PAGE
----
The Pentagon was expected to announce that the aircraft carrier Ronald Reagan, which is sailing in the Pacific, passed through a radioactive cloud from stricken nuclear reactors in Japan, causing crew members on deck to receive a month’s worth of radiation in about an hour, government officials said Sunday.I'm guessing one reason why Japan was slow off the mark in responding to this crisis was the "face saving" inability to expressly state facts. That means a catastrophe is never presented clearly and is slowly revealed over time. But time is of the essence in responding to an emergency. Sadly, the Japanese culture is dysfunctional because of its inability to communicate facts honestly and quickly. Sad.
The officials added that American helicopters flying missions about 60 miles north of the damaged reactors became coated with particulate radiation that had to be washed off.
This bit of the article is worrisome:
“We’re all worrying about it,” said Robert Alvarez, a nuclear expert who, from 1993 to 1999, was a policy adviser to the secretary of energy, who runs the nation’s nuclear complex.
“It’s going to be very important,” he added, “for the Japanese and U.S. authorities to inform the public about the nature of the plumes and any need for precautionary measures.”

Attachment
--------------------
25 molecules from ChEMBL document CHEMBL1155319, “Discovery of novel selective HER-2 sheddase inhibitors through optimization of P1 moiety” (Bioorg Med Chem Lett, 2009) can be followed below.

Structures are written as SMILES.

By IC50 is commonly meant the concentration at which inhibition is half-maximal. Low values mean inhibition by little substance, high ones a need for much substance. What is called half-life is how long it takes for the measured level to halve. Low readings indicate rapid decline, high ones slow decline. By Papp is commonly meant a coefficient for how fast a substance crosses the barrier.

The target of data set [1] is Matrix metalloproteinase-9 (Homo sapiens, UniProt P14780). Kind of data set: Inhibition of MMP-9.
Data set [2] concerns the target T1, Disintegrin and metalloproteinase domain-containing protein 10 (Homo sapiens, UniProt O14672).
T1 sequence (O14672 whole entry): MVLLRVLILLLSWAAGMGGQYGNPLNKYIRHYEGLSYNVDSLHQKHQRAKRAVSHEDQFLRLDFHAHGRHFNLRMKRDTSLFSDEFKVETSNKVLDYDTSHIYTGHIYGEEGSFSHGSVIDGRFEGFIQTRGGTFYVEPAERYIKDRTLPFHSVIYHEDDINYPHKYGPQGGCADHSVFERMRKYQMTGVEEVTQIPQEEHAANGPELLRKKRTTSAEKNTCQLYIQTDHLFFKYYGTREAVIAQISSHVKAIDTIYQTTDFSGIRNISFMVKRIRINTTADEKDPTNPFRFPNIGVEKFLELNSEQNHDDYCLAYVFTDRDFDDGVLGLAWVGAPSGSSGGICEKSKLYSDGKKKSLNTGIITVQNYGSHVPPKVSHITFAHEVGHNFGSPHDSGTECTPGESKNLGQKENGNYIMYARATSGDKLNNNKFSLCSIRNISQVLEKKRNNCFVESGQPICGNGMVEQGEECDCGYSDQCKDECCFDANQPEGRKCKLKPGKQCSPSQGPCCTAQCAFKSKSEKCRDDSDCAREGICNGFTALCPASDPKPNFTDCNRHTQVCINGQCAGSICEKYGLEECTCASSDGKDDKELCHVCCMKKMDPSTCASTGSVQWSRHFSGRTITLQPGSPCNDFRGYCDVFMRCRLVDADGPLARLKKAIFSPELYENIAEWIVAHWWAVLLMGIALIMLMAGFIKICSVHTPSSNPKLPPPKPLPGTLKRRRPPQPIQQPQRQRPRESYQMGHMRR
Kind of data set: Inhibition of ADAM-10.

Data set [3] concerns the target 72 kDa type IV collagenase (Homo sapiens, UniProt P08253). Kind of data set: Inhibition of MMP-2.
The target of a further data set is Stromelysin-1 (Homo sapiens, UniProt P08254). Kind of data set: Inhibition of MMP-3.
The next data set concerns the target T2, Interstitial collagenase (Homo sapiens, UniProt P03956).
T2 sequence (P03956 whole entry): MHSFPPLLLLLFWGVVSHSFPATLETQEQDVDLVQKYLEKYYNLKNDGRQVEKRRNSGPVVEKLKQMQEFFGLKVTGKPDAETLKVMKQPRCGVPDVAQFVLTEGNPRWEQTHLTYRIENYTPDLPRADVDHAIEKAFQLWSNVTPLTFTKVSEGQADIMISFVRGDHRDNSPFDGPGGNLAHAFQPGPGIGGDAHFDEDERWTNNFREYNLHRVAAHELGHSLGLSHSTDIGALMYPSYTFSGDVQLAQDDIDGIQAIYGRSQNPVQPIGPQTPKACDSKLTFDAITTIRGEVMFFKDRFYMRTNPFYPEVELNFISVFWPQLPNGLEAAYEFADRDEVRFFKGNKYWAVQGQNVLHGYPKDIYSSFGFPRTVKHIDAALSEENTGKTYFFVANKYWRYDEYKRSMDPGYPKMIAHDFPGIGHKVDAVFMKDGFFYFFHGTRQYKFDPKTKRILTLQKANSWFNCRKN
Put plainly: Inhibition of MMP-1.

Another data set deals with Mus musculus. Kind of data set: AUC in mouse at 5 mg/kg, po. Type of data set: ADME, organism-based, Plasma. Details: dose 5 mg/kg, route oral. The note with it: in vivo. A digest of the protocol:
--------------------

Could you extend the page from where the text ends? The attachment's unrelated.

The plume issue has arisen before. In 1986, radiation spewing from the Chernobyl disaster in Ukraine was spread around the globe on winds and reached the West Coast in 10 days. It was judged more of a curiosity than a threat.
While federal officials expected little danger in the United States from Japanese plumes, they were taking no chances. On Sunday, Energy Department officials, speaking on the condition of anonymity, said the agency was working on three fronts.
One main player is the Lawrence Livermore National Laboratory in California. Officials said they had activated its National Atmospheric Release Advisory Center, which draws on meteorologists, nuclear scientists and computer scientists to forecast plume dispersal.
Separately, energy officials said the agency was readying plans to deploy two-person monitoring and sampling teams, if necessary. The teams would travel to consulates, military installations and Navy ships to sample the air in a coordinated effort to improve plume tracking.
Finally, the department was preparing what it calls its Aerial Measuring System. Its detectors and analytical equipment can be mounted on a variety of aircraft. Officials said the equipment and monitoring team are staged out of the department’s Remote Sensing Laboratory at Nellis Air Force Base in Nevada, and are on two-hour call.
“We’re on top of this,” a department official said.